U.S businesses are increasingly feeling the effects of data breaches. Whether they’ve been the victim of an intrusion themselves, or have seen the news of others in their industry being impacted, cybercrime seems to have quite the reach these days.
However, the 2014 U.S. State of Cybercrime Survey, conducted by PwC and CSO Magazine, found that as the number of data breaches throughout different sectors continues to surge, enterprises are not leveraging information protection strategies at the same rate.
“[W]hile the number of cybercrime incidents and the monetary losses associated with them continue to rise, most U.S. organizations’ cybersecurity capabilities do not rival the persistence and technological skills of their cyber adversaries,” the survey stated according to Continuity Central.
An overall picture of cybercrime
The study found several overarching statistics that paint a frightening picture of today’s cybercrime sector - Three in four businesses have experienced a security incident within the last 12 months. The typical company dealt with an average of 135 security incidents within the past year, which resulted in approximately $415,000 in monetary losses.
The survey found that 14 percent of respondents stated that attacks and infiltrations seen in the past year resulted in a loss of financial resources. However, the cost of these events estimated by researchers could be far more, as 67 percent of organizations experiencing a security incident were unable to project the associated expenses.
This current cybercrime environment has created an increased awareness of the need for protection measures to maintain sensitive information and corporate resources. Of the 77 percent of enterprises that were victims of cybercrime in the past year, 34 percent noted that the number of these incidents has increased in recent months. Overall, more than half of businesses – 59 percent – are more worried about cyber threats now that they were in the past.
Top threats in the current cybercrime environment
Researchers found that within today’s environment, there are several threats that organizations deal with on a near daily basis which could result in a data breach if not adequately addressed and secured.
One such threat is the fact that companies are not aligning expenses and spending with their cybersecurity strategy. Instead, organizations should strengthen the link between their business goals and the allotment of financial resources toward the risk impacting these objectives.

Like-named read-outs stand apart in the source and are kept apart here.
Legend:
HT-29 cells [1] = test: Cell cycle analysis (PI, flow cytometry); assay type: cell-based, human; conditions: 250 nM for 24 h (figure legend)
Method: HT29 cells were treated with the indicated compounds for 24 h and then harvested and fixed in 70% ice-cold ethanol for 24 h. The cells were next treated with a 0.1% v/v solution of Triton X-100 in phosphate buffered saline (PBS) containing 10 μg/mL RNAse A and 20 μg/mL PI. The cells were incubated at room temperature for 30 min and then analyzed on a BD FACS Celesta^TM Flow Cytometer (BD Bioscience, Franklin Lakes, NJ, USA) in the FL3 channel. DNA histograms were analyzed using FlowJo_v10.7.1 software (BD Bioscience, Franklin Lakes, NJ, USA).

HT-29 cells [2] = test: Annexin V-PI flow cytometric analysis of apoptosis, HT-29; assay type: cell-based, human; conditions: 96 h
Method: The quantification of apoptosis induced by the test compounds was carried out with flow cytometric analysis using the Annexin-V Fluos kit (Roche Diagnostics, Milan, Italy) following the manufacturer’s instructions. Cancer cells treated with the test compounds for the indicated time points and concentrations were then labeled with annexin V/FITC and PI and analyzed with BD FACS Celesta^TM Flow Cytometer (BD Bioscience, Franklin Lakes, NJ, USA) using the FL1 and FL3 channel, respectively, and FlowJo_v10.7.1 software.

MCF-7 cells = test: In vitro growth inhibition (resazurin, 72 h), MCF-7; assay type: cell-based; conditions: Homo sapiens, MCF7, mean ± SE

Another issue that can create security vulnerabilities is that partnering groups often “fly under the security radar,” according to PwC, CSO and CIO magazines. Oftentimes, cybercriminals will leverage third-party vendors to infiltrate connected businesses. Making this even worse is the fact that many organizations don’t consider third-party security within their own protection strategies. The survey found that less than half – 44 percent – of companies currently have techniques and policies in place to vet third party partners before entering into business with them. Furthermore, only 31 percent build security provisions into their contracts.
One of the biggest risks impacting enterprise security, however, is the fact that many groups do not access their current surroundings to identify protection risks that could affect their organization. Overall, only 47 percent of companies regularly perform risk assessments, and even less – 24 percent – utilize a third party service to gain an outside perspective of their security policy.
Top cybersecurity priorities
In order to tackle additional security issues, there are a few areas that business leaders must focus more heavily on, including their mobile protection. As more employees use their personal mobile devices for work purposes, these endpoints become an increasingly attractive target for hackers and must be adequately secured. However, right now, only 31 percent of survey respondents have a mobile security strategy in place. Additionally, less than half encrypt their staff members’ mobile devices and only a little more than one third utilize mobile device management techniques.
Decision-makers must also put a higher priority on spotting suspicious behavior from company insiders and improving employee training.
“Cybersecurity incidents carried out by employees have serious impact, yet are not addressed with the same rigor as external threats like hackers,” the survey stated. “Employee vulnerabilties are well known, but businesses do not train workers in good cybersecurity hygiene.”
By bolstering efforts in these areas and improving their focus on security enhancements, organizational leaders can ease their worries about cybersecurity and be better prepared to fight off current threats.